The US stock market has been soaring. It may have gone too far, too fast.
Gina Martin Adams, an equity strategist at Wells Fargo Securities, certainly thinks so. “I would definitely tread very lightly in stocks,” she said. At the moment, there appears to be enough momentum to keep propelling the rally forward until it “stumbles on some speed bumps”, she said, but warned that stocks were no longer cheap, especially with the financial system and the economy still fragile.
At some point, and probably fairly soon, she said, a host of fundamental problems would pull stocks back down to earth—but, of course, she could not say when.
Stocks have certainly come a long way since their 9 March lows, with the Standard and Poor’s 500-stock index rising 58% in one of the most powerful upturns since the Great Depression. The recent rally, of course, followed the steepest decline in decades. The index stands at 1,068.30, still well below its October 2007 peak of 1,565.15. A rebound of some sort was likely after the battering inflicted on financial markets during last year’s panic.
In a speech on Wall Street last week, commemorating the anniversary of the collapse of Lehman Brothers Holdings Inc., President Barack Obama said the most acute phase of the financial crisis was behind us. But he cautioned that the economy remained weak with rising unemployment, and that a variety of emergency government programmes would continue to play a significant role in keeping the economy afloat.
And Ben S. Bernanke, the chairman of the Federal Reserve, warned in remarks in Washington that while the US was probably out of recession from a “technical perspective”, the economy would still “feel” very weak for some time.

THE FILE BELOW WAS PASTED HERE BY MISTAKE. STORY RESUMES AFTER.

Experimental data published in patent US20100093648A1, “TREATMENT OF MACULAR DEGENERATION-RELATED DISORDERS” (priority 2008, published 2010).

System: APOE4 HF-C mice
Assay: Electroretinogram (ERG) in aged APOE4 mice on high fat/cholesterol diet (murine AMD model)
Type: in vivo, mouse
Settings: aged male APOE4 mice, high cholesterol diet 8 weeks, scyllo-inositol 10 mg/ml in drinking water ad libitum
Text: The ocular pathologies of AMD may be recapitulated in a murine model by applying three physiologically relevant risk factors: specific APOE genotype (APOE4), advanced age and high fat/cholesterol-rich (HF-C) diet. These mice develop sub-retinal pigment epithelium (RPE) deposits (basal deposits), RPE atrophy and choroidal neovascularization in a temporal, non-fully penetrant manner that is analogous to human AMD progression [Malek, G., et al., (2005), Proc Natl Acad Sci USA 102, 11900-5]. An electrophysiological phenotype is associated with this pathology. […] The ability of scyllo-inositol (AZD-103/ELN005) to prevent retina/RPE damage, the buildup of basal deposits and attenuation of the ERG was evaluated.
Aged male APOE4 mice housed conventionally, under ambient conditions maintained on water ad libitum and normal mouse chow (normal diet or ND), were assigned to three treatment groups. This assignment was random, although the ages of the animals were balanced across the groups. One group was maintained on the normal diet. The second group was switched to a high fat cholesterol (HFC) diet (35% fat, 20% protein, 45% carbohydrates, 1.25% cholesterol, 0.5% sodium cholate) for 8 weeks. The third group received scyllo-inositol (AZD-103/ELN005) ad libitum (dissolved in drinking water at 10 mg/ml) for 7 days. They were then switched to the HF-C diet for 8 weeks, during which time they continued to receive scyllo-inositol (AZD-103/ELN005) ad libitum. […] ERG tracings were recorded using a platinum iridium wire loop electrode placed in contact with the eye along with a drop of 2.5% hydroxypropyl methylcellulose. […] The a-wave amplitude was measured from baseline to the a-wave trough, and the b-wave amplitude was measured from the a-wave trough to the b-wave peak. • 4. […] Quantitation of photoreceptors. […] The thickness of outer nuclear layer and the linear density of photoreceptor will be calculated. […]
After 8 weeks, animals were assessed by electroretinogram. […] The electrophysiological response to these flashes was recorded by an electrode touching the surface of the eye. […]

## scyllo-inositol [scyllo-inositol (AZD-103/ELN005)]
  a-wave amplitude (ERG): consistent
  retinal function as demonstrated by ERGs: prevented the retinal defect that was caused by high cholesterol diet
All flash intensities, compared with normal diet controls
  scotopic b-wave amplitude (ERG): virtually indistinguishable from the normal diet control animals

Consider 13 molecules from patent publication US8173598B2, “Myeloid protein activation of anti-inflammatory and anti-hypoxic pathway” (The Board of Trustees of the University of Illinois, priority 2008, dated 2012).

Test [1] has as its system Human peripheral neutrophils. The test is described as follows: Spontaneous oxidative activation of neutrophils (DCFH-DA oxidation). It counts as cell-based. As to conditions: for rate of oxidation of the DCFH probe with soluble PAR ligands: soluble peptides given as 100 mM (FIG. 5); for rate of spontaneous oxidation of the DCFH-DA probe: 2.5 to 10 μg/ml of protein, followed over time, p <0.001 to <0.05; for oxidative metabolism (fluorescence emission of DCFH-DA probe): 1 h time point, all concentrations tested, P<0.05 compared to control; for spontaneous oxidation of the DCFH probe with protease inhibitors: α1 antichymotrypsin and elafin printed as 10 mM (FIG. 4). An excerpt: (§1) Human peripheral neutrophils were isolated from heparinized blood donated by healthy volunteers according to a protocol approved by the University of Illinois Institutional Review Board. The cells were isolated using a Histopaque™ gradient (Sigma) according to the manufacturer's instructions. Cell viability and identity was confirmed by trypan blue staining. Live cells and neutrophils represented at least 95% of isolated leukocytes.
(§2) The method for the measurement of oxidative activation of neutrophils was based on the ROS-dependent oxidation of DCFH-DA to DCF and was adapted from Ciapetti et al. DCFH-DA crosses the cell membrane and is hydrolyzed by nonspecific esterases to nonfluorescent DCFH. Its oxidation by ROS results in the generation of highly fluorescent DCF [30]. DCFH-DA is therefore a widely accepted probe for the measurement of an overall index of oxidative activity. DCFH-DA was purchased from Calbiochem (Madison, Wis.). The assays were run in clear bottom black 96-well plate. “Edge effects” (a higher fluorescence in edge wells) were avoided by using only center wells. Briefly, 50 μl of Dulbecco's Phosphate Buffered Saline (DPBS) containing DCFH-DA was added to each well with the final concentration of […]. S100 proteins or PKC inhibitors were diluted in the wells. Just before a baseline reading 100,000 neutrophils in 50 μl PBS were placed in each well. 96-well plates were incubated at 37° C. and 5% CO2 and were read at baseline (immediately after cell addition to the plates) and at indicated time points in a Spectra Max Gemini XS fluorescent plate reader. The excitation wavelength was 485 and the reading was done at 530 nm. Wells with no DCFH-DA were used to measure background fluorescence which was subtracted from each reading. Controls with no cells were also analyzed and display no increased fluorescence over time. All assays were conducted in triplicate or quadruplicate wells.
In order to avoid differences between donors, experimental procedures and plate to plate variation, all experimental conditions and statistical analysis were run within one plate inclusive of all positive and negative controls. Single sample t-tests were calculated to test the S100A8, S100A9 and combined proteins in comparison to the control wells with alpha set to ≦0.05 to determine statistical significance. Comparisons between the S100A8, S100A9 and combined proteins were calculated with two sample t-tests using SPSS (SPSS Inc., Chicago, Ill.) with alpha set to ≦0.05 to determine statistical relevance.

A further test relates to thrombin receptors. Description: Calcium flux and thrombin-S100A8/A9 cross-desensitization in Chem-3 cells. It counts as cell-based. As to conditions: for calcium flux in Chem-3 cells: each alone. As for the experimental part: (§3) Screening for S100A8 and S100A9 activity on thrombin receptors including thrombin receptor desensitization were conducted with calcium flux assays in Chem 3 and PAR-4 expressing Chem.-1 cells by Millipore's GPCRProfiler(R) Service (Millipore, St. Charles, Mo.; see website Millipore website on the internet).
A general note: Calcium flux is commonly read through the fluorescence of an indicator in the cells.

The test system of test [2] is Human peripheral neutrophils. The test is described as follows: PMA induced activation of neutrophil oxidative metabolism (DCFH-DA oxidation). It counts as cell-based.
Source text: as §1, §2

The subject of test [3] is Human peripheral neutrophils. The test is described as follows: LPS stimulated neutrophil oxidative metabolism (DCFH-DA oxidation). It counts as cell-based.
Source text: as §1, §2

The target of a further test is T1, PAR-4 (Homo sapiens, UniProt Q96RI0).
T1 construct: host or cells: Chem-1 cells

Despite this grim backdrop, Laszlo Birinyi, president of Birinyi Associates Inc., said he believes we are in the early stages of a classic bull market that has plenty of room to run.
In his view, the economic weakness has been documented so well that the market has already taken it into account.
Where Birinyi emphasizes opportunities, others are focusing on the dangers. David A. Rosenberg, the former Merrill Lynch and Co. economist who is now with Gluskin Sheff and Associates Inc. in Toronto, did not expect so robust of a rally, and said underlying structural weaknesses in the economy implied the market was due for a big fall.
The Federal Reserve is steering a tricky course, attempting to stave off deflation by creating enormous quantities of money and holding its benchmark short-term rate near zero. At the same time, Fed policymakers say they are preparing to reverse themselves to head off inflation. Will they manage a “Goldilocks” strategy, just loose enough to keep the economy growing and nimble enough to head off inflation? Watch the 10-year Treasury yield closely, Adams said. It’s now 3.47%. If it stays low, she says, it could be a sign that the economy and stock market are in real trouble.
In the meantime, enjoy the rally.
©2009/ THE NEW YORK TIMES